SCHILLER IN 1794
When Schiller visited Tuebingen, he also met his publisher Friedrich Cotta, a young man of 30 years of age, for the first time. The latter had taken over the “family business”, in existence since 1659, in the year 1787. The second meeting between Schiller and Cotta took place in May of that year (in Stuttgart). During a long walk, they discussed Cotta’s idea of a political newspaper, the editorship of which Schiller was possibly to take on (the newspaper in question was the “Allgemeine Zeitung”, which Cotta founded later, namely in 1798 and one of the “collaborators” of which would later, in 1831, be the German writer Heinrich Heine. However, Cotta and Schiller also discussed the latter’s plan of a “literary” periodical, the “Horen”, which then “had its lifetime” from 1795 to 1797.
During his stay in Wuerttemberg and after his “return” there to Stuttgart in mid-March, Schiller met some of his former fellow students from the Karlsschule, as, for example, the sculptor Johann Heinrich Dannecker and the painter Philipp Friedrich Hetsch.
After Schiller had returned to Jena, he, Wilhelm von Humboldt and Fichte prepared an invitation to the participation in the “Horen” magazine.
With respect to Goethe’s answer in writing to Schiller of June 24th and the ensuing lively correspondence can be reported that the two “literary greats” also met at a symposium of the “Naturforschende Gesellschaft” (Society for Scientific Research) at Jena on July 20th, and that they left this symposium together, went to Schiller’s apartment and continued their lively discussion there. They discussed Goethe’s concept of an “originating plant” and his differentiation between idea and experience. A second discussion took place on July 22nd, this time at Wilhelm von Humboldt’s home. In his letter of July 25th, Goethe welcomed the possibility of an exchange of thought with Schiller. After Goethe had accompanied Duke Karl August during his visit of the cities Dessau, Leipzig and Dresden, Schiller wrote to him the following letter which was dated August 23rd:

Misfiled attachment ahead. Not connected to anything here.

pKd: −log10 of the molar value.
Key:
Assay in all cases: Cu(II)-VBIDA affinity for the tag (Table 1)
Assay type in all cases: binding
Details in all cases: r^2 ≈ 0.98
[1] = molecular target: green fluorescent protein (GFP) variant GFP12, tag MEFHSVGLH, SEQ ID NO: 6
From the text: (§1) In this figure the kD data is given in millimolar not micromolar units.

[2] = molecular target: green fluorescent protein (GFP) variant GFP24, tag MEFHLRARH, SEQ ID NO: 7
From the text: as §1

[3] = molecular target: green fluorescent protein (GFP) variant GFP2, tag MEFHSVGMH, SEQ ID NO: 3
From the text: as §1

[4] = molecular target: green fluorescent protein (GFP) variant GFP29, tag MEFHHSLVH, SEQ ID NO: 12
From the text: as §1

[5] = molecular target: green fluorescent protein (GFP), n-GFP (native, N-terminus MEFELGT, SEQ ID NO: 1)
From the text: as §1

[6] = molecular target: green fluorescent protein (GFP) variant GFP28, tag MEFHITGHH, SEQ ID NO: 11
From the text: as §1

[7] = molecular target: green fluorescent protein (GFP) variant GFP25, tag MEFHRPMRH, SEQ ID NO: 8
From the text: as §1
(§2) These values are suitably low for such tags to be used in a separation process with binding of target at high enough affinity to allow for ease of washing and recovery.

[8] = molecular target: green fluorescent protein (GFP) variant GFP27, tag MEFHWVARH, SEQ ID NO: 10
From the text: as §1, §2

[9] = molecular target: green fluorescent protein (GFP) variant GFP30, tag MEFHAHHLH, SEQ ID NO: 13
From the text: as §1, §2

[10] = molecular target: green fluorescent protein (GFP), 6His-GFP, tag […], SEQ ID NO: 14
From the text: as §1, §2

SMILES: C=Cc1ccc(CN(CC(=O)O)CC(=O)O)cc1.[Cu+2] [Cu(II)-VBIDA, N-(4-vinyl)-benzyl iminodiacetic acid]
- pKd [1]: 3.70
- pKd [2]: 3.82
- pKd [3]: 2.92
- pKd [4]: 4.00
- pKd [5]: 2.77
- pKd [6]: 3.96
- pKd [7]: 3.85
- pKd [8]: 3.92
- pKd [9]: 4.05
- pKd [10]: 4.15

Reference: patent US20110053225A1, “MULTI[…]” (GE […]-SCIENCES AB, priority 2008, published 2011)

“Die neulichen Unterhaltungen mit Ihnen haben meine ganze Ideenmasse in Bewegung gebracht, denn sie betrafen einen Gegenstand, der mich seit etliichen Jahren lebhaft beschaeftigt. Ihr beobachtender Blick, der so still und rein auf den Dingen ruht, setzt Sie ni in Gefahr, auf den Abweg zu geraten, in den sowohl die Spekulation, als die willkuerliche und bloss sich selbst gehorchende Einbildungskraft sich so leicht verirrt. In Ihrer richtigen Intuition liegt alles und weit vollstaendiger, was die Analysis muehsam sucht, und nur weil es als ein Ganzes in Ihnen liegt, ist Ihnen Ihr eigener Reichtum verborgen. . . . Geister Ihrer Art wissen daher selten, wie weit sie gedrungen sind und wie wenig Ursache sie haben, von der Philosophie zu borgen, die nur von ihnen lerrnen kann. Diese kann bloss zergliedern, was ihr gegeben wird, aber das Geben selbwst ist nicht die Sache des Analytikers, sondern des Genies, welches unter dem dunklen aber sichern Einfluss reiner Vernunft nach objektiven Gesetzen verbindet. . . . Sie nehmen die ganze Natur zusammen, um ueber das Einzelne Licht zu bekommen; in der Allheit ihrer Erscheinungsarten suchen Sie den Erklaerungsgrund fuer das Individuum auf. . . . Nun, das Sie als ein Deutscher geboren sind, das Ihr griechischer Geist in diese nordische Schoepfung geworfen wurde, so blieb Ihnen keine andere Wahl, als selbst zum nordischen Kuenstler zu werden, oder Ihrer Imagination das, was ihr die Wirklichkeit vorenthielt, durch Nachhilfe der Denkkraft zu ersetzen und so gleichsam von innen heraus und auf einem rationalen Wege ein Griechenland zu gebaeren.”
The translation of this letter reads as follows:
“The recent discussions with You have moved my entire mass of ideas, for these discussions concerned a topic that has occupied my mind in a lively manner for some years. Your observing mind which rests so quietly and clearly upon the things, never puts you into any danger of “going astray” in which speculation as well as deliberate and merely self-relying imagination may all too easily lead. In your right intuition, everything lies and that more completely than that which analysis has to cumbersomely search for, and only due to the fact that this lies within you as a whole, your own wealth is hidden from you. . . . Minds of this nature seldom know how far they have come and how little they have reason to borrow from philosophy, which could only learn from them. The latter can only take apart and analyze what is given to it, but giving itself is not the prerogative of the analyst, but of genius which, under the dark but sure influence of pure reason strives towards more objective laws. . . . You take all of nature together in order to shed light on one particular problem, in the variety yet wholeness of nature’s forms, you seek for an explanation as to the individual. . . . Well, since you have been born as a German, since your Greek mind has been thrown into these northern realms, you had no other choice than to become an artists of the northern hemisphere yourself, or to claim that which its environment withheld from it, by employing the power of your mind and thus, so-to-say from “inside”, in a rational manner, give birth to “your own Greece.”